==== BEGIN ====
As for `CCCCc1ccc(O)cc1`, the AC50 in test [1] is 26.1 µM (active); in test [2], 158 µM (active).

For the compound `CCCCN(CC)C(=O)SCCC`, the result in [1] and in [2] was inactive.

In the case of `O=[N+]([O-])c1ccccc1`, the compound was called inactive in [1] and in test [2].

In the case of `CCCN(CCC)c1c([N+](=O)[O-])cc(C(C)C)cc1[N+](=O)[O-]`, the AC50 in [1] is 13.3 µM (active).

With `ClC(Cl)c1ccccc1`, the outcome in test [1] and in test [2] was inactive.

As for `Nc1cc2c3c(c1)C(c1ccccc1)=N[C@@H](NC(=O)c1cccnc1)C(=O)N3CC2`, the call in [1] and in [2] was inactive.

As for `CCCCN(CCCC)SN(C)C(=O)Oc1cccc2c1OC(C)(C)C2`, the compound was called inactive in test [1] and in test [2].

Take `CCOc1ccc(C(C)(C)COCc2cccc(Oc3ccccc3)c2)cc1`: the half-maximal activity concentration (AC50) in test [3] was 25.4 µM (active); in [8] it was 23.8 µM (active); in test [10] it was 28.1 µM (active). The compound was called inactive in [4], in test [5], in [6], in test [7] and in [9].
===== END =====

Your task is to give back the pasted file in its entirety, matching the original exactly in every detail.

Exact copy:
As for `CCCCc1ccc(O)cc1`, the AC50 in test [1] is 26.1 µM (active); in test [2], 158 µM (active).

For the compound `CCCCN(CC)C(=O)SCCC`, the result in [1] and in [2] was inactive.

In the case of `O=[N+]([O-])c1ccccc1`, the compound was called inactive in [1] and in test [2].

In the case of `CCCN(CCC)c1c([N+](=O)[O-])cc(C(C)C)cc1[N+](=O)[O-]`, the AC50 in [1] is 13.3 µM (active).

With `ClC(Cl)c1ccccc1`, the outcome in test [1] and in test [2] was inactive.

As for `Nc1cc2c3c(c1)C(c1ccccc1)=N[C@@H](NC(=O)c1cccnc1)C(=O)N3CC2`, the call in [1] and in [2] was inactive.

As for `CCCCN(CCCC)SN(C)C(=O)Oc1cccc2c1OC(C)(C)C2`, the compound was called inactive in test [1] and in test [2].

Take `CCOc1ccc(C(C)(C)COCc2cccc(Oc3ccccc3)c2)cc1`: the half-maximal activity concentration (AC50) in test [3] was 25.4 µM (active); in [8] it was 23.8 µM (active); in test [10] it was 28.1 µM (active). The compound was called inactive in [4], in test [5], in [6], in test [7] and in [9].